On August 10, Baton Bob, aka Atlanta’s Ambassador of Mirth, embarks on his first-ever drum majorette march around the globe with his one-man show, the Myrtle Hat Tour. The street performer’s alter ego, sixty-year-old Atlanta florist Bob Jamerson, previewed the show.
You created your character in the aftermath of 9/11. You were a St. Louis–based flight attendant scheduled to fly that day. How did you find your inner Ambassador of Mirth in the chaos of that tragedy? A month after 9/11, I lost my job because the airline industry was turned upside down. A therapist once told me, “When you feel yourself slipping into depression, go out and do something that makes you feel good down to your soul.” After 9/11 I dug around in my closet for my old high school marching band baton, and I went into Forest Park in St. Louis and just began twirling in an attempt to lift my spirits. I had no idea about the voyeuristic response I would receive. Then, with Christmas coming, I decided to add the costume, because laughter is a natural healing agent. I knew if I could make people laugh, I could help myself as well. That’s how Baton Bob was born.
Your one-man show is named for your mother? My mother Myrtle is eighty and still completely fierce. She has this incredible collection of hats, because she’s a black woman, you see. I’m using ten of her hats to tell the story of Baton Bob. On Sunday mornings, my mother would transform herself with these beautiful hats and matching gloves and shoes. I got my dress savvy from her and her mother, Virginia Watkins Redd. It’s less about the character and more about [Bob Jamerson], the person behind Baton Bob. I want people to know who that person is.
For the past decade, you’ve worked as a street performer, wearing outrageous outfits, blowing a whistle, and entertaining people on the sidewalk. For your forty-five-minute Myrtle Hat Tour, you’re using a stage. What can you reveal about the show? It’s going to be street level just on a stage. I’m going to be transitioning into these different hats and costumes as I tell Baton Bob’s story. I’ll be twirling my baton and breaking out the pom-poms, too, because Baton Bob’s alter ego, my new cheerleader character, Shake-A-Bag Bob, will also make an appearance. His pom-poms are made out of recycled grocery bags. He’s very green. I’ll be making a splashy entrance set to Donna Summer’s “Last Dance.” I’m booking stages around the world to house the show. Baby, it is going to be fab-u-lous.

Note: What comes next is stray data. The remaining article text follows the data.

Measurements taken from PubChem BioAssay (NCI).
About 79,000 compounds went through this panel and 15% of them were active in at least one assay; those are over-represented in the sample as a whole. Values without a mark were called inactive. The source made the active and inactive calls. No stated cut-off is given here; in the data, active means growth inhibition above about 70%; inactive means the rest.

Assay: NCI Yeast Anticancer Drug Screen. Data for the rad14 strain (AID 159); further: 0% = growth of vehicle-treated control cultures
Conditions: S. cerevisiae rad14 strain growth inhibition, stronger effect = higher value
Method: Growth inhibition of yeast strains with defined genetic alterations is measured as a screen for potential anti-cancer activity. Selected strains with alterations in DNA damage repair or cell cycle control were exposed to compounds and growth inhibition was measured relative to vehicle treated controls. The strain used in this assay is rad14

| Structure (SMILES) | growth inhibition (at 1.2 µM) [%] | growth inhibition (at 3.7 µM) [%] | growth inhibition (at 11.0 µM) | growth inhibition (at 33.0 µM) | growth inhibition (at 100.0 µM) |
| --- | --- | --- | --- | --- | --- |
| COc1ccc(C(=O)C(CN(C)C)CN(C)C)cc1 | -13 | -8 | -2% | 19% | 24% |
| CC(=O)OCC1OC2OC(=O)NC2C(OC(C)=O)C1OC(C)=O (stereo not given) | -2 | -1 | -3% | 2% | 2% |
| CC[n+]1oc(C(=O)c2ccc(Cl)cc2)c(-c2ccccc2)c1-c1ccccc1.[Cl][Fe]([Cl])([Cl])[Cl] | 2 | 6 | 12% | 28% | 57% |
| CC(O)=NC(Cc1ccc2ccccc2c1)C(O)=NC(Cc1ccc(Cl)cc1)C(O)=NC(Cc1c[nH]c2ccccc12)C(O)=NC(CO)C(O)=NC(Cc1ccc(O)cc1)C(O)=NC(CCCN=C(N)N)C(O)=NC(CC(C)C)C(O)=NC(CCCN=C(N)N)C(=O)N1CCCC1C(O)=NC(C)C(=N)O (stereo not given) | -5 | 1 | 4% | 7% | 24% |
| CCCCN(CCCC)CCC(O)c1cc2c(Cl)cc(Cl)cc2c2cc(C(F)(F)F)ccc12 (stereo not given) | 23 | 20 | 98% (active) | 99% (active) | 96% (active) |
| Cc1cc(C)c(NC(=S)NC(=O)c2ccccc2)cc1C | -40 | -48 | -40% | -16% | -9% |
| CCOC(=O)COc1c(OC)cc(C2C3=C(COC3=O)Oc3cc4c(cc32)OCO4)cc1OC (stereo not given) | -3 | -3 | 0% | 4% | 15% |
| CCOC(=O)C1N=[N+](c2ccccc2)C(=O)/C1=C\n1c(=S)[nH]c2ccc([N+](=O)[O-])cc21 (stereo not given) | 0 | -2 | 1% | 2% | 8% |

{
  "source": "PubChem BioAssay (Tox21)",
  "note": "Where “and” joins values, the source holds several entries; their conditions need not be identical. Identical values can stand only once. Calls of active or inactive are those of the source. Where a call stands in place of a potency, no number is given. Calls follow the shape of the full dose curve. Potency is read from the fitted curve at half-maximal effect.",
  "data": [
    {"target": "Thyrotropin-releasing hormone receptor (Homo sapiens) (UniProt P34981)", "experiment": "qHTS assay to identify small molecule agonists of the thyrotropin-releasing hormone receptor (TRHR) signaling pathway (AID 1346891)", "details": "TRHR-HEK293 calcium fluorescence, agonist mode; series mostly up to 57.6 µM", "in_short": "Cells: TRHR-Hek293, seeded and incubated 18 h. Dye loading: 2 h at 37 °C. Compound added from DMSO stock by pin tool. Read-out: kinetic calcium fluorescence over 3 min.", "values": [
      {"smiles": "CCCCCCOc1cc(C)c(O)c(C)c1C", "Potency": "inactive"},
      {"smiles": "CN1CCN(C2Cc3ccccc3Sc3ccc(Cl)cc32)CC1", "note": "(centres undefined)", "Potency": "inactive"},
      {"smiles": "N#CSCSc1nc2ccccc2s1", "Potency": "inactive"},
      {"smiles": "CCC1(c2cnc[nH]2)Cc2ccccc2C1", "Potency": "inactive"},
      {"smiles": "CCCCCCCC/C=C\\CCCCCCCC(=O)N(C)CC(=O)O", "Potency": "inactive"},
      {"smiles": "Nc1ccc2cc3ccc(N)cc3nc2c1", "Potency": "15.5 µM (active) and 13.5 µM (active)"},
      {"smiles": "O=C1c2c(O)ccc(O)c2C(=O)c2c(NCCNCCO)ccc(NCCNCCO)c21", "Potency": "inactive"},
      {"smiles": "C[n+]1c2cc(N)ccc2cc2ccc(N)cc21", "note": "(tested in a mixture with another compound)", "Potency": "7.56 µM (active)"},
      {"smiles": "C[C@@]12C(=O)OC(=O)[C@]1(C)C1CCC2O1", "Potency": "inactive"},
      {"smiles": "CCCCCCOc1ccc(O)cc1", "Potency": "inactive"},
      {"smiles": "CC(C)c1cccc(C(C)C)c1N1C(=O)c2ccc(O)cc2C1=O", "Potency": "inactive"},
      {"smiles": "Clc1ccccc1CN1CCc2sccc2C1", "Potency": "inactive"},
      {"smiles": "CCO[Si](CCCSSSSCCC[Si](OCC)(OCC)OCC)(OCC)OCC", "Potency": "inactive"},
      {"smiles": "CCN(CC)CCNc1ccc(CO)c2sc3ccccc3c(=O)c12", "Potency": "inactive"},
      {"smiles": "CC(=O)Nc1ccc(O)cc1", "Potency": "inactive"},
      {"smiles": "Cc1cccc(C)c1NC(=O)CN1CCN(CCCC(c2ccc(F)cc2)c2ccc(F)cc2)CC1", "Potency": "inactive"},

What do you want people to take away from this show? That they have the same ability to make a difference and the same capacity to be a conduit for joy. Anybody can do what I do on the street. When the universe presented me with this opportunity eleven years ago, I had to say yes to it. When I started doing this, I had no clue we’d be speaking about it eleven years later. It’s taken on a life of its own.
You lived in Atlanta from 1979 to 1990 and moved back to Midtown from St. Louis in 2004. How differently does Baton Bob play in Atlanta versus St. Louis? Night and day, honey. St. Louis is still very conservative and very Catholic. But I remembered how free-spirited Atlanta’s Midtown area was, so when I moved back, Piedmont Park became my stage.
Your goal with this show is to take it to all fifty states and around the world? I’m going to Bali, I’m going to Australia, I’m going everywhere. It’s going to take as long as it takes. You can’t place a deadline on spreading joy.
Does Baton Bob have universal appeal? Of course! I’ve performed in Bali before as Baton Bob. By the third day on the beach in Bali, the natives were imitating me. Joy is contagious.
What pieces of Atlanta are you taking with you on your Myrtle Hat Tour? That emotional state I had back in 2004 when I first moved back, and I was in Piedmont Park and seeing people respond to Baton Bob for the first time. That warmth, that kindness, that state of complete disbelief!
Can you describe the feeling you get when you’re in costume and in character, when you’re in the zone as Baton Bob marching down the sidewalk and waving to your admirers? Oh, God. When I see those smiles on people’s faces, it just feeds my soul. That’s where my joy comes from.
*EXTENDED VERSION OF THE INTERVIEW THAT RAN IN OUR AUGUST 2012 ISSUE
Photograph courtesy of Baton Bob